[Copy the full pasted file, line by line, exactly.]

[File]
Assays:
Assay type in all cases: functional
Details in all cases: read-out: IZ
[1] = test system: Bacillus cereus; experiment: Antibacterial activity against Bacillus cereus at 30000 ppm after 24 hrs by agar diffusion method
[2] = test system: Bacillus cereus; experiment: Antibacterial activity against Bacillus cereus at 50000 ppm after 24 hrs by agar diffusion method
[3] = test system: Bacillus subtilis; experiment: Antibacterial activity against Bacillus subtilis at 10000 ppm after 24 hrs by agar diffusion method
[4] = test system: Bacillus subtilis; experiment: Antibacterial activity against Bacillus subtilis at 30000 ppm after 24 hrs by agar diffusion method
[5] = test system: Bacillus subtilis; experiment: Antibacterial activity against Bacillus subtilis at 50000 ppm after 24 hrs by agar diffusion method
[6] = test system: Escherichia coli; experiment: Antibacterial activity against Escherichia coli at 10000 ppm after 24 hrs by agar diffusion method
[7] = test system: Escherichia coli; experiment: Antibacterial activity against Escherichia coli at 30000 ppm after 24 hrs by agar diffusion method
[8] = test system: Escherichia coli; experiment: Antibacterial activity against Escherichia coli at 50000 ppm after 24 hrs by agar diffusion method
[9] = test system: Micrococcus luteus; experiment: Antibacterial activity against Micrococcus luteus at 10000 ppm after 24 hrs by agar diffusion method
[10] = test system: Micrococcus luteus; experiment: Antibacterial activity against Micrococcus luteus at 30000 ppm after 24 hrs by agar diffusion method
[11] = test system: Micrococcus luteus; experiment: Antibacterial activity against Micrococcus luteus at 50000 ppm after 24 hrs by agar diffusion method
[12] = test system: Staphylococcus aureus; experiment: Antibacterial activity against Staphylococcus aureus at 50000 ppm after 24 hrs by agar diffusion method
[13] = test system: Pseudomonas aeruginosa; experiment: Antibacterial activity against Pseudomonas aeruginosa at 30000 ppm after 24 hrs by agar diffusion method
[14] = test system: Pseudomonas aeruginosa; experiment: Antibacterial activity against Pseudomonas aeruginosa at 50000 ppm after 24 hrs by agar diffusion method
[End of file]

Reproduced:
Assays:
Assay type in all cases: functional
Details in all cases: read-out: IZ
[1] = test system: Bacillus cereus; experiment: Antibacterial activity against Bacillus cereus at 30000 ppm after 24 hrs by agar diffusion method
[2] = test system: Bacillus cereus; experiment: Antibacterial activity against Bacillus cereus at 50000 ppm after 24 hrs by agar diffusion method
[3] = test system: Bacillus subtilis; experiment: Antibacterial activity against Bacillus subtilis at 10000 ppm after 24 hrs by agar diffusion method
[4] = test system: Bacillus subtilis; experiment: Antibacterial activity against Bacillus subtilis at 30000 ppm after 24 hrs by agar diffusion method
[5] = test system: Bacillus subtilis; experiment: Antibacterial activity against Bacillus subtilis at 50000 ppm after 24 hrs by agar diffusion method
[6] = test system: Escherichia coli; experiment: Antibacterial activity against Escherichia coli at 10000 ppm after 24 hrs by agar diffusion method
[7] = test system: Escherichia coli; experiment: Antibacterial activity against Escherichia coli at 30000 ppm after 24 hrs by agar diffusion method
[8] = test system: Escherichia coli; experiment: Antibacterial activity against Escherichia coli at 50000 ppm after 24 hrs by agar diffusion method
[9] = test system: Micrococcus luteus; experiment: Antibacterial activity against Micrococcus luteus at 10000 ppm after 24 hrs by agar diffusion method
[10] = test system: Micrococcus luteus; experiment: Antibacterial activity against Micrococcus luteus at 30000 ppm after 24 hrs by agar diffusion method
[11] = test system: Micrococcus luteus; experiment: Antibacterial activity against Micrococcus luteus at 50000 ppm after 24 hrs by agar diffusion method
[12] = test system: Staphylococcus aureus; experiment: Antibacterial activity against Staphylococcus aureus at 50000 ppm after 24 hrs by agar diffusion method
[13] = test system: Pseudomonas aeruginosa; experiment: Antibacterial activity against Pseudomonas aeruginosa at 30000 ppm after 24 hrs by agar diffusion method
[14] = test system: Pseudomonas aeruginosa; experiment: Antibacterial activity against Pseudomonas aeruginosa at 50000 ppm after 24 hrs by agar diffusion method